Sunday, January 6, 2013

A sample Dual Listbox Selector SAS Server Page

In my Section 5.3.4 of my ebook (SAS® Server Pages: Generating Dynamic Content) which describes the generateOptionTag utility macro, I reference this blog entry as an example of using  a dual listbox selector to allow for multiple selections.  See the example screen shot (at right) that uses the sashelp.class data set.

This sample SAS Server Page makes use of a number of features of PROC STREAM, some JavaScript code, and two utility macros. Before I describe the details of this sample, please feel free to give it a try on my demo server using the Stored Process Server (the example also works for the SAS/InterNet Application Dispatcher):

http://demos.hcsbi.com:8080/SASStoredProcess/guest?_program=/sspebook/sasServerPage&page=dualListBox

To move items you can either:
  • double click them
  • single click and then use the arrows to move the selected items
  • move them all use the double arrows
  • you can also move a selected up or down in the list
Then click the Review Name/Value Pairs button to see a list of the items in each box.

Now lets take a quick look at this sample SAS Server Page. Note that this is just a sample. It might make sense to create a template (or a macro) that can have parameters passed to it. For now, I wanted to keep it simple, thus this sample.

The readfile option of the &streamDelim facility of PROC STREAM is used to define the JavaScript routines that are used to move the items. We use readfile here so the text is included in the page rather than assuming it is available on the web server.





Next we set up the form. Note the following:
  • Two macro variables are defined since we will need to refer to the names of the left (i.e., Available in this case) and right (i.e., Selected in this case) select tags numerous times.
  • The onSubmit JavaScript hander is used to make sure all the items in both select tags are selected.
  • The _debug value of 1 generates the display of the name value pairs passed to the stored process.







Use an HTML table to control the layout of the two select tags and the icons/images that are used to move items.







Use the getImage utility macro (discussed in a previous blog, The getImage macro: embedded images using text strings) to generate the images for the up and down arrows in the first table column.








The generateOptionTag macro is used to create the left hand select tag in the second table column. It is populated from the students in the SASHELP.CLASS data set who are 13 years old or younger. Note that the otherOptions parameter of the macro is used to pass in extra paramaters to be included on the select tag:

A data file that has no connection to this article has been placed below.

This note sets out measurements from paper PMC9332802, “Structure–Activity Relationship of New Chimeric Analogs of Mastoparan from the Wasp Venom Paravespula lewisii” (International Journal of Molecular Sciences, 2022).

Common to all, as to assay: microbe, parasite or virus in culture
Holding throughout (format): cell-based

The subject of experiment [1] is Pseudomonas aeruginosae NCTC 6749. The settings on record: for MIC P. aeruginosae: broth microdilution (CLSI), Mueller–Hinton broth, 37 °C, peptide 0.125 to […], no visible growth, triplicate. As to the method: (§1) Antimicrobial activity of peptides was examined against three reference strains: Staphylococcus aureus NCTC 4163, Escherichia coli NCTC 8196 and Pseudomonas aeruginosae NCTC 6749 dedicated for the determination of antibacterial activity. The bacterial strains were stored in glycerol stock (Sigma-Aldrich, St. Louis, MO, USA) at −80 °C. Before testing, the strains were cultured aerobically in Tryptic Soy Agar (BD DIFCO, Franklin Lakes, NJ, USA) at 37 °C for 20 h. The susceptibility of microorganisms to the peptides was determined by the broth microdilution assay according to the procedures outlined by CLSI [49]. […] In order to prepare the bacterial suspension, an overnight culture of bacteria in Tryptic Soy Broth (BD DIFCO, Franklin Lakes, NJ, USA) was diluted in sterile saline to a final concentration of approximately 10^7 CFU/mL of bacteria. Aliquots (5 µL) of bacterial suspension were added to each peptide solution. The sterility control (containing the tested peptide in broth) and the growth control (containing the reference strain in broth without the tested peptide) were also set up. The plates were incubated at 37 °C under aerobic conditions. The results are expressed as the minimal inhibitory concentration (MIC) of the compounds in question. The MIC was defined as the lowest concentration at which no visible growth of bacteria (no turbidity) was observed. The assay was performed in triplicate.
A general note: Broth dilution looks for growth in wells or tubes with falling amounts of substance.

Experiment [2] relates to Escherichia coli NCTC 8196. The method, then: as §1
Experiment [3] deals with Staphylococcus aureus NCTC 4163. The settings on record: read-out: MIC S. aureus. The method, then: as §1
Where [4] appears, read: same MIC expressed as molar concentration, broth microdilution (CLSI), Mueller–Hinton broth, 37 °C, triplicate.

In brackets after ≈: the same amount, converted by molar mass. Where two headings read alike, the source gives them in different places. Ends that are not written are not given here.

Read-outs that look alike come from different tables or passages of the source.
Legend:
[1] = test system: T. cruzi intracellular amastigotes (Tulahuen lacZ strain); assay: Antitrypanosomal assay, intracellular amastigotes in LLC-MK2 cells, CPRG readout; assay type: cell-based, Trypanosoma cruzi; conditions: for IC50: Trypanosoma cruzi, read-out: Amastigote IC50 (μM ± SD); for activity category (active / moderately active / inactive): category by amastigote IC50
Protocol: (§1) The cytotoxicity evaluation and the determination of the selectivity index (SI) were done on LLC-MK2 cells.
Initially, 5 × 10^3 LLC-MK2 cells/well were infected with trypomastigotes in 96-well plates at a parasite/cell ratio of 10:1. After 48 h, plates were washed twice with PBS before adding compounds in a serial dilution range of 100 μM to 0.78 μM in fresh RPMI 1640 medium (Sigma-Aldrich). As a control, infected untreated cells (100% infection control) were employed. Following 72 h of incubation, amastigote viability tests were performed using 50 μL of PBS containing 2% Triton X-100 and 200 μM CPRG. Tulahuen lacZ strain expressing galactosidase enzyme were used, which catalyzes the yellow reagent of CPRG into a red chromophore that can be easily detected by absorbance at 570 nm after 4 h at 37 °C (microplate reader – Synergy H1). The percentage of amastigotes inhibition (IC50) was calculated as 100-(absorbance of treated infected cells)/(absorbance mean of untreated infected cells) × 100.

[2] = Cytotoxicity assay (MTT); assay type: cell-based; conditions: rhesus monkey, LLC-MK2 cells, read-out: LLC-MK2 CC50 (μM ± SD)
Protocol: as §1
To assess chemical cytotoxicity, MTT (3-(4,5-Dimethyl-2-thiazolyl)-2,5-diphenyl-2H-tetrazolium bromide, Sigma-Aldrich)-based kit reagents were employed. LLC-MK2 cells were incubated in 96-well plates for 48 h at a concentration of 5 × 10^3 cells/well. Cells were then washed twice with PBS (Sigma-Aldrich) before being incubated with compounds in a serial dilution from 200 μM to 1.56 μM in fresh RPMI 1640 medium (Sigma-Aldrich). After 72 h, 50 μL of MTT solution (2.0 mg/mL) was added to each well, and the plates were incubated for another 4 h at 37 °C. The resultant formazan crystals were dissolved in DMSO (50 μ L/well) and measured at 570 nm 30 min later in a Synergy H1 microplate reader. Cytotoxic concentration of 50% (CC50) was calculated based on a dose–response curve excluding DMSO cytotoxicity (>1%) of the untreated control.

• The size option to specify that the select tag should be 20 rows long
  • The mulitple option to specify that multiple selections are allowed (part of the point of a dual list list box selector)
  • A style attribute to define the width
  • the onDblClick JavaScript handler so that when a user double clicks on an item it is moved from the left select tag to the righ select tag.





The getImage macro is used to generate the images/icons (in the third table column) used to move items:
  • Move all the items from the left to the right select tag
  • Move only the selected items from the left to the right select tag
  • Move only the selected items from the right to the left select tag
  • Move all the items from the right to the left select tag








Just as for the left select tag, the generateOptionTag macro is used to create the right hand select tag in the second table column. It is populated from the students in the SASHELP.CLASS data set who are older tha 13.





The last column is similar to the first one - except the the Move Up and Move Down images are for the right hand select tag







The final bit of HTML closes the table, generates the submit button, closes the form and the HMTL page.







I plan to write a future blog posting to generalize/parameterize this functionality and will include a link to a zip file of the components. In the meantime, please feel free to comment and ask questions about this example.